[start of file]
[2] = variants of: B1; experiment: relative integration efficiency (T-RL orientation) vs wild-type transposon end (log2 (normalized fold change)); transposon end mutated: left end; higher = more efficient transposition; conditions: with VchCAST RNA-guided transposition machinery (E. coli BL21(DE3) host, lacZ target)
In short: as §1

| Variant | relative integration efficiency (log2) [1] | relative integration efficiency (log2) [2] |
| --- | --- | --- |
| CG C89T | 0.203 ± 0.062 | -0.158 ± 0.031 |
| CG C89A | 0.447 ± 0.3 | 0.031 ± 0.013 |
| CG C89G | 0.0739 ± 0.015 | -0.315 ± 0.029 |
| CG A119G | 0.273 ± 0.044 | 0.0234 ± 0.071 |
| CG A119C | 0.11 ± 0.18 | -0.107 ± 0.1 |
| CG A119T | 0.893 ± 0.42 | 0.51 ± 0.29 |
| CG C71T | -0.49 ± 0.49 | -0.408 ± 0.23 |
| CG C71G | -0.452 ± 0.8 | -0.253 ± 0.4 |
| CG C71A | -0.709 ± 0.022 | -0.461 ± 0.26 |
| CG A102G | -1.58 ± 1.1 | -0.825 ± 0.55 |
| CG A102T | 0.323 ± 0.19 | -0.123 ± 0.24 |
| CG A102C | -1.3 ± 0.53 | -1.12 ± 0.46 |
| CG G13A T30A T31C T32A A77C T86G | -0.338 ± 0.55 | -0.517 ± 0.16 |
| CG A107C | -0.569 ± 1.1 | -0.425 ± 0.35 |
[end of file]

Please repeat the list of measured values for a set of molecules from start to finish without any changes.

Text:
[2] = variants of: B1; experiment: relative integration efficiency (T-RL orientation) vs wild-type transposon end (log2 (normalized fold change)); transposon end mutated: left end; higher = more efficient transposition; conditions: with VchCAST RNA-guided transposition machinery (E. coli BL21(DE3) host, lacZ target)
In short: as §1

| Variant | relative integration efficiency (log2) [1] | relative integration efficiency (log2) [2] |
| --- | --- | --- |
| CG C89T | 0.203 ± 0.062 | -0.158 ± 0.031 |
| CG C89A | 0.447 ± 0.3 | 0.031 ± 0.013 |
| CG C89G | 0.0739 ± 0.015 | -0.315 ± 0.029 |
| CG A119G | 0.273 ± 0.044 | 0.0234 ± 0.071 |
| CG A119C | 0.11 ± 0.18 | -0.107 ± 0.1 |
| CG A119T | 0.893 ± 0.42 | 0.51 ± 0.29 |
| CG C71T | -0.49 ± 0.49 | -0.408 ± 0.23 |
| CG C71G | -0.452 ± 0.8 | -0.253 ± 0.4 |
| CG C71A | -0.709 ± 0.022 | -0.461 ± 0.26 |
| CG A102G | -1.58 ± 1.1 | -0.825 ± 0.55 |
| CG A102T | 0.323 ± 0.19 | -0.123 ± 0.24 |
| CG A102C | -1.3 ± 0.53 | -1.12 ± 0.46 |
| CG G13A T30A T31C T32A A77C T86G | -0.338 ± 0.55 | -0.517 ± 0.16 |
| CG A107C | -0.569 ± 1.1 | -0.425 ± 0.35 |